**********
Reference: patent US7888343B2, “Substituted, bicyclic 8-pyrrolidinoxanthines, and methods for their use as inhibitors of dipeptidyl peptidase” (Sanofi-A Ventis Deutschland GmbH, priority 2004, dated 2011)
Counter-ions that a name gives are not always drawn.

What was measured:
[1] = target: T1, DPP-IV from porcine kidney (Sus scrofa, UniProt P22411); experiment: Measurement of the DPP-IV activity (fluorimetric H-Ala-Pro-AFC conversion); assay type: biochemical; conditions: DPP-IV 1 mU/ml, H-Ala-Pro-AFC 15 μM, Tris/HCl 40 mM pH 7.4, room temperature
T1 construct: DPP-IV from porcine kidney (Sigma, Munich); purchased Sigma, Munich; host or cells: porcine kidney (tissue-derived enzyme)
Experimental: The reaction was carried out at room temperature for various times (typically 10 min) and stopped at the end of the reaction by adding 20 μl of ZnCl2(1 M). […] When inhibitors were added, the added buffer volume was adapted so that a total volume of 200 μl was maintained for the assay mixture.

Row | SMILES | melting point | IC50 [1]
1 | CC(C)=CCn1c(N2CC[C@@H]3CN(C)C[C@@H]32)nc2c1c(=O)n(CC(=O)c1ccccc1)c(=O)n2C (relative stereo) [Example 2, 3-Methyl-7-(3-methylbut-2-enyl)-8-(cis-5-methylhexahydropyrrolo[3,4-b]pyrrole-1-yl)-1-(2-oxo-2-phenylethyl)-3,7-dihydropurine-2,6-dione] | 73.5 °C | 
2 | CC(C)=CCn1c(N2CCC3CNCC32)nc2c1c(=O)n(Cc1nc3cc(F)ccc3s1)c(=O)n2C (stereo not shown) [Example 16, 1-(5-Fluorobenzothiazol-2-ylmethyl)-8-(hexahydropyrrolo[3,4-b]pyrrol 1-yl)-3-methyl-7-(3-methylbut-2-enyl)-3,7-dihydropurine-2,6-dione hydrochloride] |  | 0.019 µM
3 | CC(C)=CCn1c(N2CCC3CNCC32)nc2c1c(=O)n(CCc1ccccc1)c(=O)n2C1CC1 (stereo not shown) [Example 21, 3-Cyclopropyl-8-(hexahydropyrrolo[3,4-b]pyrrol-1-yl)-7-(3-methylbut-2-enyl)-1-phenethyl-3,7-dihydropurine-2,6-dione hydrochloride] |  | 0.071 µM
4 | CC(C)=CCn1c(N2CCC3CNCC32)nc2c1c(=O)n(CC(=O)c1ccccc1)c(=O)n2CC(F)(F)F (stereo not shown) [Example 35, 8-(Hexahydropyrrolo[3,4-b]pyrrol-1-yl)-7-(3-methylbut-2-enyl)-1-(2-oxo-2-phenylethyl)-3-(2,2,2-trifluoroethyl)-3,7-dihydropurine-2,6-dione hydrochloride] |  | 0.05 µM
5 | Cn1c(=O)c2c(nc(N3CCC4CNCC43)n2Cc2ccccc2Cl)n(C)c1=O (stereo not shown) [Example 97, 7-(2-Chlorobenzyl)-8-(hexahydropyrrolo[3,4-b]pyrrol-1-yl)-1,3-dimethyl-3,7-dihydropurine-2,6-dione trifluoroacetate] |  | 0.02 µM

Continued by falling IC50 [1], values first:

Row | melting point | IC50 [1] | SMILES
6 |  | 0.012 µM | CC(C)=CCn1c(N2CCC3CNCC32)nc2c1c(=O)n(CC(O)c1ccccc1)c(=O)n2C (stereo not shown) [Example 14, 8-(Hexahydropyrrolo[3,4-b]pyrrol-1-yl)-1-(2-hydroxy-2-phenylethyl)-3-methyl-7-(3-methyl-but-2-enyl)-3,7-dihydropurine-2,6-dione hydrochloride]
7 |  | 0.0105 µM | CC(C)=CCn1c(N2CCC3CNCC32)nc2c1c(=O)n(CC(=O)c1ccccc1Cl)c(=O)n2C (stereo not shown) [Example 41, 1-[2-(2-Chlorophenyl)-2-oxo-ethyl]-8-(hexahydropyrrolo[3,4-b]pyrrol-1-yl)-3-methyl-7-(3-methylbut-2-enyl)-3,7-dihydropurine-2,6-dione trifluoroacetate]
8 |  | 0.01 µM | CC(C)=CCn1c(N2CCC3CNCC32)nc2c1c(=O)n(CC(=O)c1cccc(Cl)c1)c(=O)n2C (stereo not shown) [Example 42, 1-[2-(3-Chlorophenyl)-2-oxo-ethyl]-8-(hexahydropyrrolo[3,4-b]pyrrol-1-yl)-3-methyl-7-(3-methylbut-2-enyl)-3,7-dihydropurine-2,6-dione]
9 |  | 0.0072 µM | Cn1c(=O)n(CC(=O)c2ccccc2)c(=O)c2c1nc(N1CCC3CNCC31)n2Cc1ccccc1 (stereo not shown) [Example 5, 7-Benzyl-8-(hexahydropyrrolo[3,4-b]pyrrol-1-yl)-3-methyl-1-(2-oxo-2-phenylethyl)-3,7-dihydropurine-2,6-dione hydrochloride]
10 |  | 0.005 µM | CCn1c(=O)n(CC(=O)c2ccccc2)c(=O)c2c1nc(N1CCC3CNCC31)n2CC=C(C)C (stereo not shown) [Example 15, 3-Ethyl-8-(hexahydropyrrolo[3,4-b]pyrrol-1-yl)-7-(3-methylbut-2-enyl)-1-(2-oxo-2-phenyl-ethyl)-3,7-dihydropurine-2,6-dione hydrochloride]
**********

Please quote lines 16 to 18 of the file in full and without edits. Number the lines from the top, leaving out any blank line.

7 |  | 0.0105 µM | CC(C)=CCn1c(N2CCC3CNCC32)nc2c1c(=O)n(CC(=O)c1ccccc1Cl)c(=O)n2C (stereo not shown) [Example 41, 1-[2-(2-Chlorophenyl)-2-oxo-ethyl]-8-(hexahydropyrrolo[3,4-b]pyrrol-1-yl)-3-methyl-7-(3-methylbut-2-enyl)-3,7-dihydropurine-2,6-dione trifluoroacetate]
8 |  | 0.01 µM | CC(C)=CCn1c(N2CCC3CNCC32)nc2c1c(=O)n(CC(=O)c1cccc(Cl)c1)c(=O)n2C (stereo not shown) [Example 42, 1-[2-(3-Chlorophenyl)-2-oxo-ethyl]-8-(hexahydropyrrolo[3,4-b]pyrrol-1-yl)-3-methyl-7-(3-methylbut-2-enyl)-3,7-dihydropurine-2,6-dione]
9 |  | 0.0072 µM | Cn1c(=O)n(CC(=O)c2ccccc2)c(=O)c2c1nc(N1CCC3CNCC31)n2Cc1ccccc1 (stereo not shown) [Example 5, 7-Benzyl-8-(hexahydropyrrolo[3,4-b]pyrrol-1-yl)-3-methyl-1-(2-oxo-2-phenylethyl)-3,7-dihydropurine-2,6-dione hydrochloride]